∗       ∗       ∗
  • John C. Bennett and Prostitution in Nauvoo
    Brief Summary: Bennett was charged with procuring women for purposes of prostitution, and teaching others in Nauvoo how to religiously manipulate women into sexual intercourse. These events eventually led to Bennett's excommunication. Individuals drawn into Bennett's schemes would later play a role in the events that led to Joseph's incarceration and murder in Carthage. (Click here for full article)
    ∗       ∗       ∗
  • Nancy Rigdon and Plural Marriage
    Brief Summary: Even more complex than the Sarah Pratt episode, Sidney Rigdon's daughter Nancy was approached by Joseph Smith regarding plural marriage. (Click here for full article)
    ∗       ∗       ∗
  • Sidney Rigdon and Bennett's charges
    Brief Summary: In part due to Bennett's determination to disgrace Joseph, the Nancy Rigdon episode almost led to a rupture between Joseph and his long-time friend and counselor in the First Presidency. A miraculous series of events convinced Sidney to continue to support Joseph, though the Prophet's confidence in his counselor was never entirely restored. (Click here for full article)
    ∗       ∗       ∗
See also Brian Hales' discussion: Joseph Smith’s Pre-Nauvoo Reputation--Nancy Rigdon and Athalia Rigdon
Some charge an early involvement with Nancy and/or Athalia Rigdon, but these charges are implausible. (Link)
Three Changes after the February 1842 Angelic Visit
The third change, which occurred in April, came as Joseph Smith made his second proposal to a previously unmarried woman in Nauvoo and the first proposal since his marriage to Louisa Beaman. (Link)
John C. Bennett Impacts the Secret Expansion of Plural Marriage
John C. Bennett arrived in Nauvoo in September of 1840 and stayed less than two years. In spite of his relatively brief time living among the Saints, his impact upon the secret expansion of plural marriage was immense. (Link)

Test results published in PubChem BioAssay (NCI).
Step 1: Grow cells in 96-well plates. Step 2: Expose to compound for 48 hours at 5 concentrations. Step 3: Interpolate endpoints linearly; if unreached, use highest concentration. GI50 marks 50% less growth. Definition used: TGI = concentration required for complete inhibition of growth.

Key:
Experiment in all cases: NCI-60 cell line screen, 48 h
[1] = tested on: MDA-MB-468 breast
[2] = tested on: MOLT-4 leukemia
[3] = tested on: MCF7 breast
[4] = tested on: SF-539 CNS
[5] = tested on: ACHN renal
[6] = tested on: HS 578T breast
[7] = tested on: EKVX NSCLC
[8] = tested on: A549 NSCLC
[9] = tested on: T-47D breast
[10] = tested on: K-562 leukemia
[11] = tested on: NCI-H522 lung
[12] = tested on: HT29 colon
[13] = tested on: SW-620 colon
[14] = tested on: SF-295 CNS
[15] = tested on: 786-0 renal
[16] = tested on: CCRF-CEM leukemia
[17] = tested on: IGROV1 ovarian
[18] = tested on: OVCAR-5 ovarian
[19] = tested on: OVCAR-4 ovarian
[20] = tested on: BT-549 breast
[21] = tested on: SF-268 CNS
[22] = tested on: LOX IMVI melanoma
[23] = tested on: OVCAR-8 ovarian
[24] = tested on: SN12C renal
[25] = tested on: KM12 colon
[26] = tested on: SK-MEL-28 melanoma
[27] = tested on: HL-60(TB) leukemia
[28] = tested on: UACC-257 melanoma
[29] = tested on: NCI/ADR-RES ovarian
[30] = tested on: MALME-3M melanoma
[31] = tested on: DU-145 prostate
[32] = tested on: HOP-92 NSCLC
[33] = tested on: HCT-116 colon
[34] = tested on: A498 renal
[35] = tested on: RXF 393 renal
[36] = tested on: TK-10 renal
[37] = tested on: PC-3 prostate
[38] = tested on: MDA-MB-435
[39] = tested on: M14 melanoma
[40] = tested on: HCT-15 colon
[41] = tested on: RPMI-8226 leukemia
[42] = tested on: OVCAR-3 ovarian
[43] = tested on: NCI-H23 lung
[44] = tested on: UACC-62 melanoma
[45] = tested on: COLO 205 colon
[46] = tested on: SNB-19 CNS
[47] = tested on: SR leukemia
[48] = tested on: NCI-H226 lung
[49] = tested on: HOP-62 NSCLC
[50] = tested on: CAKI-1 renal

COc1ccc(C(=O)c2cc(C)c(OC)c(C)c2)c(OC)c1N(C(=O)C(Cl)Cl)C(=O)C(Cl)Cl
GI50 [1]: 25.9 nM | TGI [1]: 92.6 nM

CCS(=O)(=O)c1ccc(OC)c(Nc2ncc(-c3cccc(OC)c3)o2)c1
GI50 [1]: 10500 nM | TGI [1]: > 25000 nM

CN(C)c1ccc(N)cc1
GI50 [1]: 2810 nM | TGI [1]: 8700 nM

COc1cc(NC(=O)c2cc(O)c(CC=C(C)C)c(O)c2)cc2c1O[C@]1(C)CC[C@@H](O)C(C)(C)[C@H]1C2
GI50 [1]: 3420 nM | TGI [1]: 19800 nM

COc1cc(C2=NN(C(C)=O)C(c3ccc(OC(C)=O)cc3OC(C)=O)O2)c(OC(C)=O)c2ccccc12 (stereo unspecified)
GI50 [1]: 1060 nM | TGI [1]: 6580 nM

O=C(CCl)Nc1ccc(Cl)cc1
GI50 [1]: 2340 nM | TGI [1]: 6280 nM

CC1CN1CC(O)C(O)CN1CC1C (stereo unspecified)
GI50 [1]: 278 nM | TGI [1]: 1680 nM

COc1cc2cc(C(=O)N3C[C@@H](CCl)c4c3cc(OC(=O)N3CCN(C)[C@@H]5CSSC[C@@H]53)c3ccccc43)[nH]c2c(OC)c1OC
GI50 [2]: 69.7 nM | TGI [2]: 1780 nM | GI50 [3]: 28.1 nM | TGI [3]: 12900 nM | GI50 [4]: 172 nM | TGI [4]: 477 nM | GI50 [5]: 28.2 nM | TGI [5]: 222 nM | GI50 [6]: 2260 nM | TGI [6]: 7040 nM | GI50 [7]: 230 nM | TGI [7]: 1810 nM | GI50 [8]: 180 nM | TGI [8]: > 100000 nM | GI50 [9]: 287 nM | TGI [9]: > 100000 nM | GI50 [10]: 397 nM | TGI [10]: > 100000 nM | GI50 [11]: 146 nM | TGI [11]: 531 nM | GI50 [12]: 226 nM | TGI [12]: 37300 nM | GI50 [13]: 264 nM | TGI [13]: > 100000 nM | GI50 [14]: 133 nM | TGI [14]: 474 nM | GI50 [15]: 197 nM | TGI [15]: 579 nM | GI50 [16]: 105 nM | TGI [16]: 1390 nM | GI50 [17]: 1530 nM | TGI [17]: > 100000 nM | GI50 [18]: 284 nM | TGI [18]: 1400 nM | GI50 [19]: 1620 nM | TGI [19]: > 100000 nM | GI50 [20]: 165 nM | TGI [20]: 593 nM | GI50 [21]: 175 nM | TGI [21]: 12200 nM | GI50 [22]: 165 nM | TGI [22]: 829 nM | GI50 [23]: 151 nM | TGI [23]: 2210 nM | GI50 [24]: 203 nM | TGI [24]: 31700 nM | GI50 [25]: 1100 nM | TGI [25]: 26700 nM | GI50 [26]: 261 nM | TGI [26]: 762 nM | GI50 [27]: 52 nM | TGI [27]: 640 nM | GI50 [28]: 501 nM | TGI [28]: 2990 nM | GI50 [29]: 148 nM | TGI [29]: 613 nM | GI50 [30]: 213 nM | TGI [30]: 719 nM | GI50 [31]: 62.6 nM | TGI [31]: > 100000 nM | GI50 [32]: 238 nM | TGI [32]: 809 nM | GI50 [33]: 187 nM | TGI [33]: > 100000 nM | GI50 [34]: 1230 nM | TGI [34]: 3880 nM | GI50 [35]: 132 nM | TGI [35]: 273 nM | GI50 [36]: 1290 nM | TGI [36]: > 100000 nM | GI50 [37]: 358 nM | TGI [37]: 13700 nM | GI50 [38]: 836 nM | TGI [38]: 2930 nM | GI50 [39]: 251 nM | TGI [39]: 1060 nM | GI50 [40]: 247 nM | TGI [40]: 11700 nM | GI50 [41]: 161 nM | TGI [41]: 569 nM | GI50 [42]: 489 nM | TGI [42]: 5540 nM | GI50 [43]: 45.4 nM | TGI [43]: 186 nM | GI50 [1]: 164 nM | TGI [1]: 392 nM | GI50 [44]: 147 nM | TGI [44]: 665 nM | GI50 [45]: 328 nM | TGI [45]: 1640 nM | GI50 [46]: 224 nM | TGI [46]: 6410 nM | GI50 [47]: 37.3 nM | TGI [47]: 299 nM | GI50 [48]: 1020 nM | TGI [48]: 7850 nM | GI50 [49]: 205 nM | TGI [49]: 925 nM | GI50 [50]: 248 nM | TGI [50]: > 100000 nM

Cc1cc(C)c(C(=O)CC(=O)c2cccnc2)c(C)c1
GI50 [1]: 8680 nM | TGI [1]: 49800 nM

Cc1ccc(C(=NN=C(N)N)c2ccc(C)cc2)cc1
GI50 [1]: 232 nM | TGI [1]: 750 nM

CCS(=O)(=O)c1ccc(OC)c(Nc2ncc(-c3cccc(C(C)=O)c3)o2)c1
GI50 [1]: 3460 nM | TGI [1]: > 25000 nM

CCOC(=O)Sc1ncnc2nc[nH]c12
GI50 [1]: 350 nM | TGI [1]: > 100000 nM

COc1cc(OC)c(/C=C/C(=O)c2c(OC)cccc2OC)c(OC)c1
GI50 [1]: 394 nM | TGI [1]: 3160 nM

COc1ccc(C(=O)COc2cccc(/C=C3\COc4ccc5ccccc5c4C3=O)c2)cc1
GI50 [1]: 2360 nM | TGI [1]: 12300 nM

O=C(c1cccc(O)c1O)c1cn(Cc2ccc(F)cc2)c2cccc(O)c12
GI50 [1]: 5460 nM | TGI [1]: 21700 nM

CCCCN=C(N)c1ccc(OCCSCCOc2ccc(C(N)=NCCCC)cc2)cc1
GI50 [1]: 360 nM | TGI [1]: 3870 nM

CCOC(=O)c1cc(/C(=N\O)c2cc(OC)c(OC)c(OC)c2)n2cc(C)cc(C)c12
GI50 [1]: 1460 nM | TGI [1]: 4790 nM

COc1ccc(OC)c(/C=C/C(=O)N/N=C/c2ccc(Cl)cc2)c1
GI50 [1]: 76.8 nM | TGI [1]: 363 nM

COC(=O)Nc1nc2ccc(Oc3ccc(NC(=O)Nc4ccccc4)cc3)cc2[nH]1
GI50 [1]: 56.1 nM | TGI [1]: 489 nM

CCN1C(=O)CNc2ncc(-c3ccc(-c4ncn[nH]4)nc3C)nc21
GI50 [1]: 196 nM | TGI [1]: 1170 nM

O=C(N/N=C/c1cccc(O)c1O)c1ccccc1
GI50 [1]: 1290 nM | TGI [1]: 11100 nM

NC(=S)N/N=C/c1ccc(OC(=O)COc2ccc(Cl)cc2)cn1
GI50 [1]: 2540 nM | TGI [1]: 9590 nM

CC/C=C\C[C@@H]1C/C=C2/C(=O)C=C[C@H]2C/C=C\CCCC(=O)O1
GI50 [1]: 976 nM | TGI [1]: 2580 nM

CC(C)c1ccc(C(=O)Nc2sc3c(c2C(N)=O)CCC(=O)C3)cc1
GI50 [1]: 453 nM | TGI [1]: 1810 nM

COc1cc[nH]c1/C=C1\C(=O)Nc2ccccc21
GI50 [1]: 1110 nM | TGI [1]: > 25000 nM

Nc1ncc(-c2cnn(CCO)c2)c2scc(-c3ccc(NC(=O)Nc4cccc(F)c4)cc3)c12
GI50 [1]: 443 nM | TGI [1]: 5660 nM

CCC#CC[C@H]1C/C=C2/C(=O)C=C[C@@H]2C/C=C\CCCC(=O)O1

Was Bennett a Polygamy Confidant of Joseph Smith?
His accusations against Joseph Smith could not be based upon firsthand knowledge. Clearly, Bennett was positioned to hear rumors about polygamy and the identities of plural wives. However, his apparent distance from the nucleus of Nauvoo polygamy is obvious in his writings and accusations. (Link)
William and Jane Law and the Prophet
William Law was Joseph's counselor, but eventually broke with the Prophet and helped publish the Nauvoo Expositor. (Link)
Plural Marriage and the Martyrdom
Did Joseph Smith Intend to Abandon Plural Marriage?
William Marks related that Joseph’s conversation denouncing plural marriage occurred “three weeks before his death” or around June 6. Perhaps Joseph had such a change of heart during the first week of June, but this seems unlikely and other parts of Marks’ recollection are implausible. (Link)



Copyright © 1997-2017 by FairMormon. All Rights Reserved.
Any opinions expressed, implied or included in or with the goods and services offered by FairMormon are solely those of FairMormon and not those of the Church of Jesus Christ of Latter-day Saints. No portion of this site may be reproduced without the express written consent of FairMormon.